Storytelling, Teaching

Last Words on Multimedia Journalism

This post was written as part of the course final for Multimedia Journalism WRI 430 at Point Loma Nazarene University. Students were asked to reflect on what they learned during the semester and assess how it might affect their future reporting.

Before taking this class, I would have had no problem admitting my intimidation of the term multimedia. Mainly because the idea is unknown and avoided in my school’s journalism program. Yet as a senior who is desperately trying to figure out how she is going to get a job, I knew I had to come to grips with this term.

I think what surprised me the most about this class were the situations I was challenged with and the areas I could thrive in. We completed eight projects in class and I am proud of all of them except one. My final product of my video project was less than ideal and I am pretty sure that is putting it mildly. I struggled with the video project because not only was it my first time behind a camera but I also had a hard time “seeing” the shots that can make a great clip. But while it was difficult, I am not completely discouraged. Throughout the somewhat awkward process I could already see the moments where I could improve and the shots I could have gotten. It’s humbling but it’s also encouraging to know I now have the know-how to improve.

Seeing social media sites, primarily Twitter, as key multimedia sites was one of the key highlights of the class. Learning not to tweet about your cat but instead participate in a dialogue that could discuss the future of journalism or the requirements of a young reporter is an area I really enjoyed. These sites are some of the largest pulses on the web right now and I strive to be a credible member of that conversation.

I was also surprised by the range multimedia journalism can cover. It is not simply video but blogging, metadata, RSS feeds and so much more. The possibilities found in the combination are endless. This is a new way to approach the reporting process. It is no longer about writing down what the source said but it is being able to take control of the story and decide what the right medium will be. Understanding what tools to use is an aspect of multimedia that is critical to grasp. For example, my video project was not video material. It potentially could have been, if I forced it, but overall I should have either done straight audio or written the story. However, I honestly feel that my audio slideshow that highlighted why people enjoyed Christmas lights was the right fit for that medium.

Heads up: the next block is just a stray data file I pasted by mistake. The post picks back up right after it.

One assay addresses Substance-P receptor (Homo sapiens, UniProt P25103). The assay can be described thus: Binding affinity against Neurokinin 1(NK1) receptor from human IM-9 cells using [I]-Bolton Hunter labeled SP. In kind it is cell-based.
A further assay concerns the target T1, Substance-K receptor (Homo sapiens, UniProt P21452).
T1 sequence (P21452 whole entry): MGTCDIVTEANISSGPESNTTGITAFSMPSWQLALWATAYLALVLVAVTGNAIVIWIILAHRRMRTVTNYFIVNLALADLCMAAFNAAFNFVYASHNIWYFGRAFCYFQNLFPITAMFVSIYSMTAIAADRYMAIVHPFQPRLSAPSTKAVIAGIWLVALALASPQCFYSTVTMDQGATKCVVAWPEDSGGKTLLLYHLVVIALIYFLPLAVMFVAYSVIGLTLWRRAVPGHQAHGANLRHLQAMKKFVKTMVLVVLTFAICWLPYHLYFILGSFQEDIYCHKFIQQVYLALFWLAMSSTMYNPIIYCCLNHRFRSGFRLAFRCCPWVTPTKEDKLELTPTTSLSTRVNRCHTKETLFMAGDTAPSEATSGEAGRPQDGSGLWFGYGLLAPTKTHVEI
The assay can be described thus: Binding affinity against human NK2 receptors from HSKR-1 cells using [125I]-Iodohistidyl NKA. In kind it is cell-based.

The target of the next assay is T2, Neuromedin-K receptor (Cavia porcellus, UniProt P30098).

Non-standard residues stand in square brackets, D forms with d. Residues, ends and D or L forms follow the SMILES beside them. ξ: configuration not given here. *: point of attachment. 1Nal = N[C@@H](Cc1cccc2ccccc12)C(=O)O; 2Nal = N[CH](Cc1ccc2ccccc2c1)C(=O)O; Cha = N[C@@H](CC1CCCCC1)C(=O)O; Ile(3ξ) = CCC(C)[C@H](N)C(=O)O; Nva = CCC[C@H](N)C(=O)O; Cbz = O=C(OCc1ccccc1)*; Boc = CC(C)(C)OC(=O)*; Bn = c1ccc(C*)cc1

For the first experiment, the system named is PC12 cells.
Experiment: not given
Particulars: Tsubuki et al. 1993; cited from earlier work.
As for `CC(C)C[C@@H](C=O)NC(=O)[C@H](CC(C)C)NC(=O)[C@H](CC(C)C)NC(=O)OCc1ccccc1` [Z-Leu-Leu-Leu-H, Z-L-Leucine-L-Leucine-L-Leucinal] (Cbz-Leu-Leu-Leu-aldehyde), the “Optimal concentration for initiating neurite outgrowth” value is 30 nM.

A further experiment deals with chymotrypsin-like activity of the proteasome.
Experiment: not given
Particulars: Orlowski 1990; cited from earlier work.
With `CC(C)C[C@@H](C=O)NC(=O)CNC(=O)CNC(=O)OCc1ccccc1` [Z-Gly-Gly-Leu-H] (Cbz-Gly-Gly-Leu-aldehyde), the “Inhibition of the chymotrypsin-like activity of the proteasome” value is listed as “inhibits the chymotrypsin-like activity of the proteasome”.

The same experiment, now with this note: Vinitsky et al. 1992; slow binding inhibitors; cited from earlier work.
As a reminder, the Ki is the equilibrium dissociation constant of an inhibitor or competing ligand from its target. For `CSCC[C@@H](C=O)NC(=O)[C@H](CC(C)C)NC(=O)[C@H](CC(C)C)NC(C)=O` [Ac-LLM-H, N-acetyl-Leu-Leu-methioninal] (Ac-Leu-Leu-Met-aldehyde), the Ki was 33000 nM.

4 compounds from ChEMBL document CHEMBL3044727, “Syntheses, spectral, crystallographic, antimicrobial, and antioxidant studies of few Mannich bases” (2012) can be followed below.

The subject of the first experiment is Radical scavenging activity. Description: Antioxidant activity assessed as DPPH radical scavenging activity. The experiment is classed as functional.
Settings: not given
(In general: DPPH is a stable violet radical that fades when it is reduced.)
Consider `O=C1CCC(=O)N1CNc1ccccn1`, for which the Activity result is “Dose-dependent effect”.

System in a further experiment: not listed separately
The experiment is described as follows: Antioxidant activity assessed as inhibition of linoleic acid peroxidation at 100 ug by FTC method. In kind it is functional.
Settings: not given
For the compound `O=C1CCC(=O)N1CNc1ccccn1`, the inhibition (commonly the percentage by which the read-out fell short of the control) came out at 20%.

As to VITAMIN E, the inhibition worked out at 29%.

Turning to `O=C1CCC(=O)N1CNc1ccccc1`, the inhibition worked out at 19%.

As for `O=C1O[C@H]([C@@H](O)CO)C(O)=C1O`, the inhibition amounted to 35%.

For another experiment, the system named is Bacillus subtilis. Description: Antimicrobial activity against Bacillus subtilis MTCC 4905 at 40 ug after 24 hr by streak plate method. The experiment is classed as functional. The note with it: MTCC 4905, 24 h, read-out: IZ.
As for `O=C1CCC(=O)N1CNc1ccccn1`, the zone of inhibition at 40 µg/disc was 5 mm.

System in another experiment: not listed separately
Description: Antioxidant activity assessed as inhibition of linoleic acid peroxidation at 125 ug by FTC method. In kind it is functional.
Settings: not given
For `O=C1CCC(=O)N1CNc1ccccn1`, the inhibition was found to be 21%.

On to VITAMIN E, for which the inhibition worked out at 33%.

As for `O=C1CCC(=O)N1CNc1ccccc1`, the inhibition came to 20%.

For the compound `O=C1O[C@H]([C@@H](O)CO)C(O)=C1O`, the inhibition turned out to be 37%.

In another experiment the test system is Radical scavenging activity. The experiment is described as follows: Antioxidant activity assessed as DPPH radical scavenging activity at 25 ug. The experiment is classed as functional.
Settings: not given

Multimedia still scares me somewhat now because after being taught some of the basics, I have little excuse not to start implementing what I’ve learned into my daily life. After being encouraged to live tweet an event, I now have the experience to use it in my own reporting. Yet I’m leaving this class when I finally feel like I am hitting a groove where I understand the lingo and can improve my weaknesses.

I have been taught to think of myself as a writer and this I think is a major fault in my school’s journalism major. My major contains almost no other multimedia elements but I hope this class can spur more interest and investment in multimedia teaching opportunities. I think it is critical to remind myself that I am a writer but as a journalist I need to be capable of storytelling that is not so limited. I am grateful for this class because it pushed me to go farther and helped break me out of a shell.